YourABA November 2011 Masthead

Mental illness, dementia: Getting help for colleagues

If you notice a colleague exhibiting signs of a mental illness or dementia, do you know what to do? According to Robin Belleau, clinical director of the Illinois Lawyers’ Assistance Program, help is available through your state’s lawyers’ assistance program.

Speaking at the ABA-CLE “Facing Mental Illness and Dementia in Law Practice,” Belleau says that such programs were established almost three decades ago to address alcohol abuse, but they now provide assistance for a range of disorders—from low-level stress and anxiety, to addiction, clinical depression and other mental disorders.

“Confidentiality is the cornerstone of the Illinois Lawyers’ Assistance Program and lawyers’ assistance programs across the nation,” assures Belleau.

While help across the nation is available, starting a conversation with someone you believe needs help can be awkward and difficult. Because lawyers often see themselves as problem solvers, fixing clients’ problems, they sometimes have a hard time seeing their own issues, explains Belleau, also noting that the stigma of mental illness keeps many people from acknowledging symptoms and seeking help.

“It’s important to have specific situations or examples that you can clearly give them,” Belleau advises. She also points out that help in designing an approach is available. “Your lawyers’ assistance program locally can work with you and your partners on what to say, how to approach it and the specifics.”

Eliminating misconceptions about LAPs can pave the way to accepting help, and one of the biggest involves confidentiality. As Belleau assures, “Confidentiality is the cornerstone of the Illinois Lawyers’ Assistance Program and lawyers’ assistance programs across the nation.” There is never any reporting and only demographic information is made public.

“We are not allowed to speak with anyone without your permission. Specifically, we would have you sign a release form so that we could speak to someone, if you asked us to,” says Belleau. Such release forms allow LAP staff to advocate on behalf of the person seeking treatment with a disciplinary commission or her employer.

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While help is individualized, lawyers generally start with an assessment and referral to an appropriate provider for services such as individual therapy, group counseling and residential treatment. Some LAPs have on-site support groups as well as brief counseling to augment outside services.

Throughout treatment, LAPs typically track their participants’ progress to ensure proper follow-through. Such case management is usually voluntary, though it is sometimes mandatory when the LAP is tied to a state’s licensing entity.  Even when voluntary, “case management can be a useful tool in mitigating your disposition with a licensing board,” advises Belleau.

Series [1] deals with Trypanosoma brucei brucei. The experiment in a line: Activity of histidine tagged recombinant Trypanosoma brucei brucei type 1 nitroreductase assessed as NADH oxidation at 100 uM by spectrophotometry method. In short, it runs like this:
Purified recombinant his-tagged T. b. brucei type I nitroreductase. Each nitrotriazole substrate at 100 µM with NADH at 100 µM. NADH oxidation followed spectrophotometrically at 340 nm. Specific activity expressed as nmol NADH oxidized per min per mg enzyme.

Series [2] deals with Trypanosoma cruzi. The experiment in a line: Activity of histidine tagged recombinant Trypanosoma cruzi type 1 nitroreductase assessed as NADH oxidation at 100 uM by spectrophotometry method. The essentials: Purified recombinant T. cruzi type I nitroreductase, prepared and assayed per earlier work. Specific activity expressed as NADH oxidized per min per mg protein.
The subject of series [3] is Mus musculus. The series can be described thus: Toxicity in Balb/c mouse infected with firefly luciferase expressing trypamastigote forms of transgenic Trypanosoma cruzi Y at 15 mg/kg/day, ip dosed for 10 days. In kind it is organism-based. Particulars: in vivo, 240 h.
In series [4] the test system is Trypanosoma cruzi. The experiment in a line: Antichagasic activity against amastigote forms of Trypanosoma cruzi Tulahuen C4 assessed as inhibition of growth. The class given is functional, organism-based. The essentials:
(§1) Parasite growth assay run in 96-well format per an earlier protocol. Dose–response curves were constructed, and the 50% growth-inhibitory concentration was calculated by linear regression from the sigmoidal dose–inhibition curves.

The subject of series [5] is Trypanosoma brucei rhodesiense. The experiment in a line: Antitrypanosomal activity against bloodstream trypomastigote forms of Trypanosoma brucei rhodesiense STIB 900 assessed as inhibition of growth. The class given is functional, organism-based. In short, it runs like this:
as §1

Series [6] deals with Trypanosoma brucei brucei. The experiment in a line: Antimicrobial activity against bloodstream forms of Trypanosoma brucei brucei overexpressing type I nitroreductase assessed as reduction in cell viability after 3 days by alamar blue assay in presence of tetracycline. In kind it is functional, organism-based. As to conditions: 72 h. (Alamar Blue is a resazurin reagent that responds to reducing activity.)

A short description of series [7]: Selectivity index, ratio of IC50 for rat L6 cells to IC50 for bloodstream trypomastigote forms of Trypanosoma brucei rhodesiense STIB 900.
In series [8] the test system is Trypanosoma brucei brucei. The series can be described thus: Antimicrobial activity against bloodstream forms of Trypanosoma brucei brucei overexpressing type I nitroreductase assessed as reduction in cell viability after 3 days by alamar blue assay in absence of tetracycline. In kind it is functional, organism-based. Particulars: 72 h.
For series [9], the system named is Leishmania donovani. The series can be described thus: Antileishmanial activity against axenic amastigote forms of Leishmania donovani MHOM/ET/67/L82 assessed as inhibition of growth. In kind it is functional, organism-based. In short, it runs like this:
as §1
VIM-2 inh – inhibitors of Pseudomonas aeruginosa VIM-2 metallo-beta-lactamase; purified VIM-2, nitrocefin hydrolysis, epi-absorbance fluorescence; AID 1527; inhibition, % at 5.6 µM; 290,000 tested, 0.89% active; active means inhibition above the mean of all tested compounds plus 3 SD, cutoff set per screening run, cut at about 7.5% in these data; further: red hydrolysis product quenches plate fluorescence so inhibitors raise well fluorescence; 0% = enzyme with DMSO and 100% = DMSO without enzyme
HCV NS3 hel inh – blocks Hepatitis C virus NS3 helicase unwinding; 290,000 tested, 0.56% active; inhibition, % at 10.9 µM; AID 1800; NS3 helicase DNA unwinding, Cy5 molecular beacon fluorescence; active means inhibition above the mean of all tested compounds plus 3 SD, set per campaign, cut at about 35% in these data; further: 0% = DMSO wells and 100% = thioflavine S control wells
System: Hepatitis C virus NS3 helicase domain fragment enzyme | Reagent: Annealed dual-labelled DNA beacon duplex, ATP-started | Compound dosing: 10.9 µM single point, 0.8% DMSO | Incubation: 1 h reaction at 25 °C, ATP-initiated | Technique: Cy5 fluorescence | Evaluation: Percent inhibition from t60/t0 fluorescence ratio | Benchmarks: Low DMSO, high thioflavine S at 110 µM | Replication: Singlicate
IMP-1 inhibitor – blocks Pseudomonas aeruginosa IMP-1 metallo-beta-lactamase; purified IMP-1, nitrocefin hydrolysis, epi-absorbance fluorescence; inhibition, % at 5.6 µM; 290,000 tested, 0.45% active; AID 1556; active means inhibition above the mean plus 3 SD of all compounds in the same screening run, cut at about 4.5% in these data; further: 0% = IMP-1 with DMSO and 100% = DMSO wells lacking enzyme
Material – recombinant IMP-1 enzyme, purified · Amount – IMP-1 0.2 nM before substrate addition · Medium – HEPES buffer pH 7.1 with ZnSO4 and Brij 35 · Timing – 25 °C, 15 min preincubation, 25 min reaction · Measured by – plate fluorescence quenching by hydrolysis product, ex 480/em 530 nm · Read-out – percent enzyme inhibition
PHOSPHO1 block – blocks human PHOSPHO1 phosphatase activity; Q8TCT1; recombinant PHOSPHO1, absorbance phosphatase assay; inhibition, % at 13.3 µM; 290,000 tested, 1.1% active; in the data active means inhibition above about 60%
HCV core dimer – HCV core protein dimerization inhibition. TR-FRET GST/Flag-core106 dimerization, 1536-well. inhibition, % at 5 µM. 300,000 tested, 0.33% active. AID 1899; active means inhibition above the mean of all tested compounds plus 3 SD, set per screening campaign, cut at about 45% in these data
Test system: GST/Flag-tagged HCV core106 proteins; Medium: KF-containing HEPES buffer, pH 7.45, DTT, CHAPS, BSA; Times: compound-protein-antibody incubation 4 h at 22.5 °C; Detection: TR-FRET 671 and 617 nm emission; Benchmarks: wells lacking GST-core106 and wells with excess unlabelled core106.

Cost of services vary from state to state, “but typically lawyers’ assistance programs do not charge for their services,” says Belleau, explaining that funding can come from attorney registration fees, state supreme courts and bar associations. 

Resistance is not an uncommon response to an initial conversation with a colleague. If a more formal intervention is needed, an LAP can also help—including organizing the intervention team and working with the firm of the person in need of services.

“It’s definitely a group process,” Belleau explains, “We do our best to have as many people there as possible in terms of family and colleagues. Teams with the Illinois LAP also include a judge, an LAP volunteer who successfully managed a similar problem and sometimes, a clinician as well.

“The goal is to offer hope and initiate change,” says Belleau. Dismantling denial is also key.

“Typically we have an appointment or assessment or even a plane ticket ready to go for that person as soon as he or she leaves the intervention,” says Belleau, emphasizing the importance of planning a post-intervention plan of action.

“All reports, findings and proceedings and data regarding interventions are kept confidential and not admissible in legal proceedings,” emphasizes Belleau.

The ABA provides further information on LAPs through its Commission on Lawyer Assistance Programs. The commission operates a confidential toll-free hotline (1-866-LAW-LAPS) for referrals to local programs.

In addition to Belleau, Eric Drogin, professor at the Harvard Medical School, was a panelist.

“Facing Mental Illness and Dementia in Law Practice” was sponsored by the Commission on Mental and Physical Disability Law; General Practice, Solo & Small Firm Division; Health Law Section; Commission on Lawyer Assistance Programs; Law Practice Management Section; Senior Lawyers Division; and the ABA Center for Continuing Legal Education.

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